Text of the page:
May 15, 2018
by Larry Ferlazzo

“How Income Affects The Brain” & What We Can Do About It

I published Another Study Finds Poverty’s Impact On “Cognitive Bandwidth” a few days ago, and it was a very popular post.

It discussed the most recent research reinforcing the finding that poverty can cause some unhelpful behaviors, and not the other way around. Similar research has also shown that some of what we might view as unreasonable actions by people in poverty, in fact, are very rational. You can find a lot more of that research at The Best Resources Showing Social Emotional Learning Isn’t Enough.

Today, The Atlantic came out with an article (“How Income Affects The Brain“) reviewing the same, as well as different, research. Here’s an excerpt:

It went on to say:

Or, as Zhao put it in 2013, “Previous views of poverty have blamed poverty on personal failings, or an environment that is not conducive to success … We’re arguing that the lack of financial resources itself can lead to impaired cognitive function. The very condition of not having enough can actually be a cause of poverty.”


None of this research means that we as teachers can’t do anything about it!

Here’s a paragraph from my Washington Post column, The Manipulation of Emotional Learning, which talked about this topic:

None of these concerns, however, mean that we shouldn’t help our students develop these SEL skills in ways that are healthy for them, for their families, for us and for our schools.   For example, in addition to the many related lessons I teach now,  my colleagues and I are developing  lessons that would help students become aware of some of that research explaining why they might be experiencing some of their self-control and perseverance challenges.  All too often, students tell me that they want to make changes in how they behave, and don’t know why they do some of the unhelpful things they do.  Of course, some of that confusion can probably be attributed to common adolescent challenges. But just-announced research findings for college students show that discussing these types of social and economic class issues resulted in dramatically increased academic achievement. 

I talk about some of these lessons in my most recent book on student motivation, Building A Community Of Self-Motivated Learners: Strategies To Help Students Thrive In School and Beyond, and will include more in my upcoming one next year.  You can also get additional ideas at The Best Resources About “Culturally Responsive Teaching” & “Culturally Sustaining Pedagogy” – Please Share More!

These lessons include ones about assisting students – and their families – to develop the capacity to organize and change social and political dynamics (see The Best Posts & Articles On Building Influence & Creating Change).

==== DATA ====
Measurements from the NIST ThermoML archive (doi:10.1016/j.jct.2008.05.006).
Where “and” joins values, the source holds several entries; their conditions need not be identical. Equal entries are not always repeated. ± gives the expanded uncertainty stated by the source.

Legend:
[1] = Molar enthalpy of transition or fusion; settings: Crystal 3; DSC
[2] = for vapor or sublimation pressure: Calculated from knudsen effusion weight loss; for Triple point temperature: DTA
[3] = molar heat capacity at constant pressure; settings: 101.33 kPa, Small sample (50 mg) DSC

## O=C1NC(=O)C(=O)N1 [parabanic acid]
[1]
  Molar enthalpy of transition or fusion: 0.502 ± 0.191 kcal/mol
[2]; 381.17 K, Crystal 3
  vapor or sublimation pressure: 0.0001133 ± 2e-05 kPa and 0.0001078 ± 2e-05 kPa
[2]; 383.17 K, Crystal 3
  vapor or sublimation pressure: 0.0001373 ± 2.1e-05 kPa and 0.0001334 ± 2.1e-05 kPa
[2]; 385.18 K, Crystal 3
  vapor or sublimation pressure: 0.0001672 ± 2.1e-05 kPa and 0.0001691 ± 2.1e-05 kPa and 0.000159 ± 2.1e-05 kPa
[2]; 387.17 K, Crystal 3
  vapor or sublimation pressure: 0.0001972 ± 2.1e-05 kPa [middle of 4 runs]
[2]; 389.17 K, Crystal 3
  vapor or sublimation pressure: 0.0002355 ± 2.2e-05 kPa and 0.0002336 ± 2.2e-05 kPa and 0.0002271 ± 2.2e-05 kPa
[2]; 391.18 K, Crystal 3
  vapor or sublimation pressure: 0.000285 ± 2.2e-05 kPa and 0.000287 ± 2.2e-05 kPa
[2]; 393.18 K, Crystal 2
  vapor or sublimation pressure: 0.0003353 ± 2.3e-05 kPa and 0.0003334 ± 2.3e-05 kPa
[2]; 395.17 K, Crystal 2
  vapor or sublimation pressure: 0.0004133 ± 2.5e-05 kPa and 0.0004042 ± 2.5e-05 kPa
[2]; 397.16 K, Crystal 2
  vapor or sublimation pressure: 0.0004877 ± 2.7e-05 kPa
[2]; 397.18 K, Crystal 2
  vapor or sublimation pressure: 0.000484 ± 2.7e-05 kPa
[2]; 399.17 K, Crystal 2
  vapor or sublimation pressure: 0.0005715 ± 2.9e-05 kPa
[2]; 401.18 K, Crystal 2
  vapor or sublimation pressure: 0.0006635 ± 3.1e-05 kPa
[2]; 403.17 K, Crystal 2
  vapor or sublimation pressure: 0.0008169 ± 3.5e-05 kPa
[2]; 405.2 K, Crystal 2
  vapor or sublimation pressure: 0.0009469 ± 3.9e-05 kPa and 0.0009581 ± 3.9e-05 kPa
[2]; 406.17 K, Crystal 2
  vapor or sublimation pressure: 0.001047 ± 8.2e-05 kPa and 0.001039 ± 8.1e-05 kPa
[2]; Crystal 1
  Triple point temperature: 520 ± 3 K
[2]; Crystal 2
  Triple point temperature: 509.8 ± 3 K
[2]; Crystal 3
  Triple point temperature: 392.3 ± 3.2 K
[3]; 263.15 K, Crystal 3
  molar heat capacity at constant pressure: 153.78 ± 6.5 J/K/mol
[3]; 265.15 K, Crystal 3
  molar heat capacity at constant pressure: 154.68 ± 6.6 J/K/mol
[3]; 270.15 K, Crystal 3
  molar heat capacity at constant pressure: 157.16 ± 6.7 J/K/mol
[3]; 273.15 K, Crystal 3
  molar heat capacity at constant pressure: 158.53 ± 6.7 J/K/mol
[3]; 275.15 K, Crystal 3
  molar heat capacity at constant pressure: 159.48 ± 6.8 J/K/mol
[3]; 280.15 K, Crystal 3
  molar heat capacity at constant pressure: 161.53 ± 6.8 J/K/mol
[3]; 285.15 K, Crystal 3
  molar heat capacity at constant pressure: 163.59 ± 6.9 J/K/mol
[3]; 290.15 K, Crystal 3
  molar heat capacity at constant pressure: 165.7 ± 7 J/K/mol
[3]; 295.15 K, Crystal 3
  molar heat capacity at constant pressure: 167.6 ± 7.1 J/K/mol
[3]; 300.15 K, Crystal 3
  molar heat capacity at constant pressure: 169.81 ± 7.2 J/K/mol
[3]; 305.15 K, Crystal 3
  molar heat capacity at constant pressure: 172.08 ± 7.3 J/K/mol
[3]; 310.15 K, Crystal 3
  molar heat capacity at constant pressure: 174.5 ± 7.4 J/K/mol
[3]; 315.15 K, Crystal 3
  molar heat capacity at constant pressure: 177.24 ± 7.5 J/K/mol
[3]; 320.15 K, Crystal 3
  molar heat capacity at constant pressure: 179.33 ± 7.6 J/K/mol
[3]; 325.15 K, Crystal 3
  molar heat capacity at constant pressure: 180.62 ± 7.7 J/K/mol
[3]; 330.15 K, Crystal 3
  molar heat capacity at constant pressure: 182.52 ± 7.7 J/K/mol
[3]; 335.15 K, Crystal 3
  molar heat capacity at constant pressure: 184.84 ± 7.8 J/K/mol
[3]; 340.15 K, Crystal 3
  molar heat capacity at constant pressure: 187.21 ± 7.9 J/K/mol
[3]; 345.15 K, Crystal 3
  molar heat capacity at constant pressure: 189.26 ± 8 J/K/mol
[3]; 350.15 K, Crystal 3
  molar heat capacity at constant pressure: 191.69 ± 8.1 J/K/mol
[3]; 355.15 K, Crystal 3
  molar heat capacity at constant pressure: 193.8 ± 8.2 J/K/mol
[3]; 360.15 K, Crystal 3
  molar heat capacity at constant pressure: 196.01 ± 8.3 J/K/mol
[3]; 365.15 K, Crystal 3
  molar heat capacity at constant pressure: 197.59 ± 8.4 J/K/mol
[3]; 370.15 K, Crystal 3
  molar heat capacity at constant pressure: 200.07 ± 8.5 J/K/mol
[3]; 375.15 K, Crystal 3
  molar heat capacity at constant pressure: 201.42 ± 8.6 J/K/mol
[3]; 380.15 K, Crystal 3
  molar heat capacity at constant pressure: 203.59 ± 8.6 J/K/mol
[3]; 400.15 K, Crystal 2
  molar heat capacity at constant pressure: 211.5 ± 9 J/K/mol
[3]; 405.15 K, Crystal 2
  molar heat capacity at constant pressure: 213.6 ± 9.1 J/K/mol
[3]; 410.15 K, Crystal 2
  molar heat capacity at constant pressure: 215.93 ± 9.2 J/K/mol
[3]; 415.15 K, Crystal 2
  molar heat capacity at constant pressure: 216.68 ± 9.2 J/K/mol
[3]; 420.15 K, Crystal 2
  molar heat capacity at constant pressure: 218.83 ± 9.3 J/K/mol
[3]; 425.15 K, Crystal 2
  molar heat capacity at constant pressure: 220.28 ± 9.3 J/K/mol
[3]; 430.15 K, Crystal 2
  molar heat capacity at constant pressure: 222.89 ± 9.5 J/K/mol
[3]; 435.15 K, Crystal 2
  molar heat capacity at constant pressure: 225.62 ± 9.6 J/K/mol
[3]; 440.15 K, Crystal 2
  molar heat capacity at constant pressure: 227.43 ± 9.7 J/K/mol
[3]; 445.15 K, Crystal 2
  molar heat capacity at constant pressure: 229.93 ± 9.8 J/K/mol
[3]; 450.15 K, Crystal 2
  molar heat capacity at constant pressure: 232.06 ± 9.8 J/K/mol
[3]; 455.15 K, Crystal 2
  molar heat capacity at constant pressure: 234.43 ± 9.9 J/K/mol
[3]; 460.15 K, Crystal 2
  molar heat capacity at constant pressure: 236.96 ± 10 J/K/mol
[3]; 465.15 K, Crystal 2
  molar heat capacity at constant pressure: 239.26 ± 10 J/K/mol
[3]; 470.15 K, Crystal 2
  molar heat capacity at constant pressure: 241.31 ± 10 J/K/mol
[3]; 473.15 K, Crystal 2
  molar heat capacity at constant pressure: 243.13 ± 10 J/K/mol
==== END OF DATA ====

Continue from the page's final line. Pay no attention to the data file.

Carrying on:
And We Need To Talk More About Schools As Mediating Institutions so that schools can be contributing forces towards making needed policy changes in the broader community.

And let’s not forget the role of our teachers unions in doing the same thing (see The Best Resources For Learning Why Teachers Unions Are Important).

Do you have other ideas about how we can respond to this kind of research?

May 14, 2018
by Larry Ferlazzo

This Is Nuts: Corporal Punishment Used On 100,000 Students

Ed Week reports on an unbelievable, but true, statistic in Nearly 100,000 K-12 Students Still Spanked or Paddled at School, Data Show.

You might also be interested in:

This Is Nuts: PBS News Hour & Ed Week Find 21 States Using Corporal Punishment In Schools

Schools, black children, and corporal punishment is from Brookings.

May 13, 2018
by Larry Ferlazzo

Does The “Word Gap” Really Exist?

“Word Gap” is the term used to describe the difference in vocabulary development of low-income children and middle-and-high-income children during their pre-school years.

It’s always sounded a bit fishy to me (and to others), but a lot of high-profile names have put a lot of resources into trying to respond to it (and in some bizarre ways).

I’ve compiled both the supporting and skeptical resources over at The Best Resources For Learning About The “Word Gap”  at my other blog, Engaging Parents In School.

This week, a new study was unveiled that appears to blow the original study that supposedly found this gap out of the water.  Here are tweets and links related to it: